[ISN] State computer worker says 'hacking' justified

InfoSec News isn at c4i.org
Wed Feb 2 06:10:50 EST 2005


Advocate Staff Writer 

A state computer worker testified Tuesday that he did nothing wrong
when he used the identifications of other state workers, including his
boss, to gain access to computer files and to raise his access level
in state computer systems.

Andrew Mata, 44, claims he was not given the correct access level when
he started work with his new job at the state and he used another
computer worker's identification to set his access level to where he
thinks it should have been. Mata also admitted getting into files that
pertained to an investigation that ultimately led to his indictment.

Mata testified that his new boss, John Pourciau, instructed him to
find out what he could about the investigation.

Mata has been on trial for more than a week on a charge of offenses
against intellectual property. Mata testified that he was hired by the
Louisiana Department of Health and Hospitals to be the administrator
of the computer system that handled Medicaid for the state. Mata had
worked at the state Department of Social Services before leaving for
the Health and Hospitals job.

Shortly after starting the job at Health and Hospitals, Mata testified
that he tried to start work and thought he would have the same
security clearances as he had with the Social Services. Mata testified
he discovered a computer worker with Social Services, Bobby Collins,
had lowered his access level.

Prosecutor Mark Pethke said Mata used Collins' computer system
identification to enter a "back door" of the system and raise his
access level to that of an administrator -- a move that granted Mata
broad access into Social Services systems.

Mata testified that he did not consider this to be hacking into the
state computer system, as prosecutors allege, because the program he
entered was still in the testing phase and there was no data stored on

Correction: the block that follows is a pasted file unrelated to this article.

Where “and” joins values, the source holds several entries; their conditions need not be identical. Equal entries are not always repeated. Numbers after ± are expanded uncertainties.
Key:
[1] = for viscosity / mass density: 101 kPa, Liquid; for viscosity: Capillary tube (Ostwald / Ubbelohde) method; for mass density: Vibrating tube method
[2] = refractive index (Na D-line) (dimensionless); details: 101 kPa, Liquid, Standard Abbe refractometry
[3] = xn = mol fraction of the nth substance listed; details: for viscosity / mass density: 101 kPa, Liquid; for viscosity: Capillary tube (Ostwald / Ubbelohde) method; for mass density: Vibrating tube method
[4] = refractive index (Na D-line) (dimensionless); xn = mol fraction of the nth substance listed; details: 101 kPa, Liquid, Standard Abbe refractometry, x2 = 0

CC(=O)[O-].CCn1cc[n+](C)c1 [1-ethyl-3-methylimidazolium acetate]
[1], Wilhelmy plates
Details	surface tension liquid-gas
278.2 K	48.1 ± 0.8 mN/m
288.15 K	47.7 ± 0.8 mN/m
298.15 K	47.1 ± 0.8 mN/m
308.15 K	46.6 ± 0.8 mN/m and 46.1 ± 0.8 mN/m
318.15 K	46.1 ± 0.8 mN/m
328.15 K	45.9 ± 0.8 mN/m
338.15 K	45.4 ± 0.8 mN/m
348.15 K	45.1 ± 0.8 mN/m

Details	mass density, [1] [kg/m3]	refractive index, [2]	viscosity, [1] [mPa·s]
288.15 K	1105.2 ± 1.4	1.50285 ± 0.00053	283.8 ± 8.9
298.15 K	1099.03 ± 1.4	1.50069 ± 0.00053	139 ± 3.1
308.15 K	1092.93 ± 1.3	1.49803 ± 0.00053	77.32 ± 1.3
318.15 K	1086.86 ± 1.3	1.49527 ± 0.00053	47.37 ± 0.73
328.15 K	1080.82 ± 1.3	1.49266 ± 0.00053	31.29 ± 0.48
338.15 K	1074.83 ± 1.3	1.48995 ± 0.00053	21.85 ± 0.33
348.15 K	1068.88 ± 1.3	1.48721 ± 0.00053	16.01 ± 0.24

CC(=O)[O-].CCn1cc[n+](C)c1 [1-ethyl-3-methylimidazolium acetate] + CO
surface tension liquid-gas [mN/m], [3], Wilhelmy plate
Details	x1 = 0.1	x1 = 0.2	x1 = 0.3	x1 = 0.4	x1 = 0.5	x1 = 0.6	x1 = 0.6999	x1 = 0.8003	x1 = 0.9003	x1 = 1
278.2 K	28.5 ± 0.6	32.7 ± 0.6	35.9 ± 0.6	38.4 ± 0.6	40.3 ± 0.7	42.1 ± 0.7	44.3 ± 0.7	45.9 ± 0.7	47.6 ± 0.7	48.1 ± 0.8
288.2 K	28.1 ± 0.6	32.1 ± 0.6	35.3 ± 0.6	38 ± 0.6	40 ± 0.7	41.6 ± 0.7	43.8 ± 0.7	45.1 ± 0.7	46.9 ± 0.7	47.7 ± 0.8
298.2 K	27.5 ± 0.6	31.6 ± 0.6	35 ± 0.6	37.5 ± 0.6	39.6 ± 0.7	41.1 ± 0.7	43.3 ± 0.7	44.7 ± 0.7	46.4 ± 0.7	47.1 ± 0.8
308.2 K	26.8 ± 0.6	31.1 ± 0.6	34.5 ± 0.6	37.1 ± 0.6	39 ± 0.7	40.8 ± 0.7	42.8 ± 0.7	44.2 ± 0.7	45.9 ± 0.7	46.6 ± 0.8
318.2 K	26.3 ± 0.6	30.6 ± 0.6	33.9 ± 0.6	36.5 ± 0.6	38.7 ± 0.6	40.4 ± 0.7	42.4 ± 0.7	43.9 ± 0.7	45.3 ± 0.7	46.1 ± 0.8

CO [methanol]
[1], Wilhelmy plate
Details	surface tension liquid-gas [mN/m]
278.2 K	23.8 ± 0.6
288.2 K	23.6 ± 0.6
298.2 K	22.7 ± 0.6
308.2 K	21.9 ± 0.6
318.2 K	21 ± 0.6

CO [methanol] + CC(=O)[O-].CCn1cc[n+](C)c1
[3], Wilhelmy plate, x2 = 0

the program at the time.

"It's a test system. You are supposed to try to break it. If it breaks
you fix it or go find something to replace it with," Mata testified.

Pethke contends that Social Services workers kept removing Mata's
elevated access clearance because he was no longer a Social Services
employee and he wasn't supposed to have access to many sensitive files
the office maintains.

Mata testified he worked for Social Services for about 10 years and
left the agency on good terms. He said he does not understand why
Social Services employees were monitoring his actions just four days
after he started his new job with Health and Hospitals.

The investigation of Mata began in the spring of 1999. Mata testified
that he needed the access because of Y2K problems that the state was
concerned about at the time.

Mata testified that the investigation and its consequences have been
stressful on him and his family.

"I want to clear my name and move on," Mata testified.

The charge of offenses against intellectual property carries a penalty
of up to five years in prison and a fine of up to $10,000.

Mata was the last person to testify Tuesday in the trial. State
District Judge Richard Anderson recessed the trial until today.

When the trial resumes, Pethke and defense attorney Lewis Unglesby
will make their closing arguments. Jurors are expected to get the case
after lunch today.

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